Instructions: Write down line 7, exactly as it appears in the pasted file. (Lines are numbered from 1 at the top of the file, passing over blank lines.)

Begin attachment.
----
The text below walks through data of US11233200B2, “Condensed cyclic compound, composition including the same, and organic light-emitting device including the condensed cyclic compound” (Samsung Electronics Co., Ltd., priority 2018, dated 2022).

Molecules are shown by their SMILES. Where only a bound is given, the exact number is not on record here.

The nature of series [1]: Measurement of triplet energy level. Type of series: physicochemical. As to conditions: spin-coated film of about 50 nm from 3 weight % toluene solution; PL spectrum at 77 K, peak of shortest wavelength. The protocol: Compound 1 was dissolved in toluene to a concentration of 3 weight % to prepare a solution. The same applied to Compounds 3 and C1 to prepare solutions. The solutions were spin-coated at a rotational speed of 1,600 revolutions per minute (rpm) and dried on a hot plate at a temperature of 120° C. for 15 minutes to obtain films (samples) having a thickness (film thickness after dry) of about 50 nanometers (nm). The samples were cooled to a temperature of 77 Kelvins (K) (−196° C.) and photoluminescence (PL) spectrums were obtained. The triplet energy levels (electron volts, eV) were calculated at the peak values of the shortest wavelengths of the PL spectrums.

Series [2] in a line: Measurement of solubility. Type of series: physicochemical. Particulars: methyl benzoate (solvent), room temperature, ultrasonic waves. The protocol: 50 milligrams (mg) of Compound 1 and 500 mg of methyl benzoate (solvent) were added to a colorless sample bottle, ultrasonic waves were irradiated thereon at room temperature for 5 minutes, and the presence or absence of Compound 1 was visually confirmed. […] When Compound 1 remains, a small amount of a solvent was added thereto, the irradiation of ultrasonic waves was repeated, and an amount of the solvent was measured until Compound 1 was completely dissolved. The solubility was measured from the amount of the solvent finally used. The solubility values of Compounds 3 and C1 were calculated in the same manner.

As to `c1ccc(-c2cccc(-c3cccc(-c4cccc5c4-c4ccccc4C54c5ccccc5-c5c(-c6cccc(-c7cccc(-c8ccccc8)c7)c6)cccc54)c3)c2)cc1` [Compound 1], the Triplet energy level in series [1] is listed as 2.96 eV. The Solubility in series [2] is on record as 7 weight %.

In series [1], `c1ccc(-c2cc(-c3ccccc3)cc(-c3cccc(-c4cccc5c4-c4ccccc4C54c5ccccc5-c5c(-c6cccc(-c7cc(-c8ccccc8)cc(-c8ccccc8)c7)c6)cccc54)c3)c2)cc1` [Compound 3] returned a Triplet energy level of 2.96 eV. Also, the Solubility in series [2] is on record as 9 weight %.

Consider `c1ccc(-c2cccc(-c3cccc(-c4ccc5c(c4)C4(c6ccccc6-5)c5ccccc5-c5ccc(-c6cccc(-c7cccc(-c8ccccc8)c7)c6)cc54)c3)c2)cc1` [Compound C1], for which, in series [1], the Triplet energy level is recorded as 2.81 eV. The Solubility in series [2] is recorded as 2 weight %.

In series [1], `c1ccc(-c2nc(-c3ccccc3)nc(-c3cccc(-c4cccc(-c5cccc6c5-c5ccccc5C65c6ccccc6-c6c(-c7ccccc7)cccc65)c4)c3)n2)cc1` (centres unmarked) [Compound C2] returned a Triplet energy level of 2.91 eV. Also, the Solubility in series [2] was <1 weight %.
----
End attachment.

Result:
Consider `c1ccc(-c2cccc(-c3cccc(-c4ccc5c(c4)C4(c6ccccc6-5)c5ccccc5-c5ccc(-c6cccc(-c7cccc(-c8ccccc8)c7)c6)cc54)c3)c2)cc1` [Compound C1], for which, in series [1], the Triplet energy level is recorded as 2.81 eV. The Solubility in series [2] is recorded as 2 weight %.